Preeclampsia, a complication of pregnancy, results in high blood pressure and increased levels of protein in the urine. In some severe cases, preeclampsia can lead to eclampsia (seizures) and an increased risk of death.
Doctors have known about preeclampsia for many centuries, though its direct causes are unknown. The only cure for a mother-to-be is delivery of her baby. In some serious cases, an early delivery, at times requiring Cesarean section, may be recommended, despite the health risks of a premature birth for the baby.
“The cost of preeclampsia is high, as a leading cause of prematurity, and far-reaching, as mothers face lifelong increased rates of cardiovascular disease. Women with preeclampsia require specialized care during and after pregnancy to improve pregnancy outcomes and long-term health,” says Louise E. Wilkins-Haug, MD, PhD, Division Director of Maternal-Fetal Medicine and Reproductive Genetics at Brigham and Women’s Hospital (BWH).
Drs. Wilkins-Haug and Thomas McElrath, MD, PhD specialize in the care of pregnant women with preeclampsia to balance the health risks to women and their children. Dr. Wilkins-Haug also works with Ann C. Celi, MD, MPH, a primary care physician, in a multidisciplinary clinic within the Maternal-Fetal Medicine Division, to ensure a safe transition from delivery to primary care.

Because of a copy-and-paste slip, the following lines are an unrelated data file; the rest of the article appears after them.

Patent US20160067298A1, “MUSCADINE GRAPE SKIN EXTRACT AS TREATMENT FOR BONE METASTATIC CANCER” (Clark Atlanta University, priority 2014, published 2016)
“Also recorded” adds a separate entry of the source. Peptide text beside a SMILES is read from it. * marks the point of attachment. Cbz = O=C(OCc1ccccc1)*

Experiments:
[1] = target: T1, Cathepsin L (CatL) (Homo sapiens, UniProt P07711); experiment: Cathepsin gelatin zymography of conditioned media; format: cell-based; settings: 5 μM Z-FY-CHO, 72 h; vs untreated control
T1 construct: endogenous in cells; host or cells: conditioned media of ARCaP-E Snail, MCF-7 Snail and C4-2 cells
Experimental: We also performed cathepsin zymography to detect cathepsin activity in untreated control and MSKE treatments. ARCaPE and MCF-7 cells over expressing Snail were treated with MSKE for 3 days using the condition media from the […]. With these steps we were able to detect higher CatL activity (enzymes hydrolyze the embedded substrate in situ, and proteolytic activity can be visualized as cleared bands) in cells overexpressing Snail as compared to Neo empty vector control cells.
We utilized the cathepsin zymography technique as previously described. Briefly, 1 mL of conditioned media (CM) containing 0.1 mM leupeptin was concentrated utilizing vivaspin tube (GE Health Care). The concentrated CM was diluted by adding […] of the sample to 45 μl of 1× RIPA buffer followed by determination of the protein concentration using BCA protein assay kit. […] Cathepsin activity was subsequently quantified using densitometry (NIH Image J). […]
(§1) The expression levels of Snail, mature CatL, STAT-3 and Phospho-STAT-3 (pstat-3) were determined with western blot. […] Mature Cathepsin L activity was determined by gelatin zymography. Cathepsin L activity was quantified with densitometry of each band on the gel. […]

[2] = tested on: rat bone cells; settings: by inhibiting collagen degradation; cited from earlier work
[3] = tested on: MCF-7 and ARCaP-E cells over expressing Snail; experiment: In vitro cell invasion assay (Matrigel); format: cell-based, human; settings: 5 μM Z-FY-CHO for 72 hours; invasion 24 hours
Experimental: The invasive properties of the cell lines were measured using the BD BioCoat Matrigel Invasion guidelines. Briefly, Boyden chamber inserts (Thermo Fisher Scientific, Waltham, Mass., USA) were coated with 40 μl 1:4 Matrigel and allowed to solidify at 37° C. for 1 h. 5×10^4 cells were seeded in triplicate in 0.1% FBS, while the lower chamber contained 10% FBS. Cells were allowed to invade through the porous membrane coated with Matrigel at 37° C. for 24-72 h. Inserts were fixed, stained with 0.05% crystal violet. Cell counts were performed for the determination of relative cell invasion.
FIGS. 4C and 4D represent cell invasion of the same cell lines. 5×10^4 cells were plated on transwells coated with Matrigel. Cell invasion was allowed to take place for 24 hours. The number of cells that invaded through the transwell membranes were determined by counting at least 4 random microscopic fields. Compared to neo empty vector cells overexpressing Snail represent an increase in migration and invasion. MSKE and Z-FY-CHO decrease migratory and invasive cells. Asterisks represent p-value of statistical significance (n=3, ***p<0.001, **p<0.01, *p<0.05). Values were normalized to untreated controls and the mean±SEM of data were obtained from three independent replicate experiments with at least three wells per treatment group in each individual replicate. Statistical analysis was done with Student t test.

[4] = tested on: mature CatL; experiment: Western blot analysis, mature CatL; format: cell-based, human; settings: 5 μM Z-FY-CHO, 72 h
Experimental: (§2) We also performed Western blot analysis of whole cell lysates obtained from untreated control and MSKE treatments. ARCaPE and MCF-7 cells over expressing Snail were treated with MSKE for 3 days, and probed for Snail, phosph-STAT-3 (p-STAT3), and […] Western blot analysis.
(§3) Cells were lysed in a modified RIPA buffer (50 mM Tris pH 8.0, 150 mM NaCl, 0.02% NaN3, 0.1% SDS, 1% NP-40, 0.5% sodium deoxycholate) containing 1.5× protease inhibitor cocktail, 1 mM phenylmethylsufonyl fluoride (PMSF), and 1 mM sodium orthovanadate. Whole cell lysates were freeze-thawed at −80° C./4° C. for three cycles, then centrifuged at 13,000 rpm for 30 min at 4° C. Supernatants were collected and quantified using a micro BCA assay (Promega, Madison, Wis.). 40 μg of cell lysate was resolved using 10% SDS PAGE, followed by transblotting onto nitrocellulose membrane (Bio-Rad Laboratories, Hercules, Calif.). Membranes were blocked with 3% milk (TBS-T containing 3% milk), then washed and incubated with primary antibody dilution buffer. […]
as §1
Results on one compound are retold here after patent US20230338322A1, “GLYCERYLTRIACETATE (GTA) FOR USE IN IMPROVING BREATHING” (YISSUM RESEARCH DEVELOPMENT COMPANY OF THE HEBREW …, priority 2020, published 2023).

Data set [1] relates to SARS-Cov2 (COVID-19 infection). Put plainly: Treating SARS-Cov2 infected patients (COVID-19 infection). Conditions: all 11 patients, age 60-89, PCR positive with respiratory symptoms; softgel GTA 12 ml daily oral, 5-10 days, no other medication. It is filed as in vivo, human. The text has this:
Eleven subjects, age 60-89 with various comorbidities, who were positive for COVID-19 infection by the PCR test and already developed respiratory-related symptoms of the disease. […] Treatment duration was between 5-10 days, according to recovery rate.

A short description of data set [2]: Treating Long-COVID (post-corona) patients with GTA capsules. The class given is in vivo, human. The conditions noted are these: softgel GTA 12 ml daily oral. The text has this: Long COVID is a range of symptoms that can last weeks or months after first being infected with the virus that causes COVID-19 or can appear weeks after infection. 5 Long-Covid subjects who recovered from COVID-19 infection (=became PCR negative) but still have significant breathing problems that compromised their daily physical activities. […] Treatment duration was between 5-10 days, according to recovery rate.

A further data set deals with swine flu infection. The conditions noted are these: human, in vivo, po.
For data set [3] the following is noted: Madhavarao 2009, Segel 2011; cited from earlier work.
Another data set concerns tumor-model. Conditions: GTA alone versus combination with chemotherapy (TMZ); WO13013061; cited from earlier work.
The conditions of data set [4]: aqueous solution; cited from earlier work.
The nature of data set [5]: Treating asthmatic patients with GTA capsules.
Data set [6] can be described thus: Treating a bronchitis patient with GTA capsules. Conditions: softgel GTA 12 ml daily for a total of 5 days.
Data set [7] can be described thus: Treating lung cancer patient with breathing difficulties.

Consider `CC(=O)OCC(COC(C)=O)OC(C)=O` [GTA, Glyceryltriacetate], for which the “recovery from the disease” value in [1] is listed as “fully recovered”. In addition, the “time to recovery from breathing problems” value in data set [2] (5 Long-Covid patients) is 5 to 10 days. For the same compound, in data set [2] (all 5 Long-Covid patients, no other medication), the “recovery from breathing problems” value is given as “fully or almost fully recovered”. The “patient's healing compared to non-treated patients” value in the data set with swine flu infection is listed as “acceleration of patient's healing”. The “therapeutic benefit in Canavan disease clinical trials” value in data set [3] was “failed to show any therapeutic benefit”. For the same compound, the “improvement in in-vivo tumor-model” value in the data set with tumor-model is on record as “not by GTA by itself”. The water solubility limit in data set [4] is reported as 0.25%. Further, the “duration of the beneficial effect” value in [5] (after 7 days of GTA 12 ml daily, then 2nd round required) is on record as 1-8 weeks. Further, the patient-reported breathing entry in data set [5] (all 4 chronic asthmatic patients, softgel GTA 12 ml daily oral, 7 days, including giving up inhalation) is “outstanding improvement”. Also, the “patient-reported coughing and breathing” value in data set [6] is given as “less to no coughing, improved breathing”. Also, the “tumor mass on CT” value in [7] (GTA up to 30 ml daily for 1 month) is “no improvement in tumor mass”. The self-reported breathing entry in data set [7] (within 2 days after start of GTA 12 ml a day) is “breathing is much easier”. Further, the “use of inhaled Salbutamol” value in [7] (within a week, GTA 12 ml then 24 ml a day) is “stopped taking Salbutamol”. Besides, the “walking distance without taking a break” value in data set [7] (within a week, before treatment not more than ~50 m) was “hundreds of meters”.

While preeclampsia resolves after delivery, research has found it has long-term health consequences. Women with a history of preeclampsia have a two- to four-fold increase in the risk of developing high blood pressure and heart disease later in life. For these women, preeclampsia can serve as a warning, allowing them to take measures to reduce their risk of heart disease.
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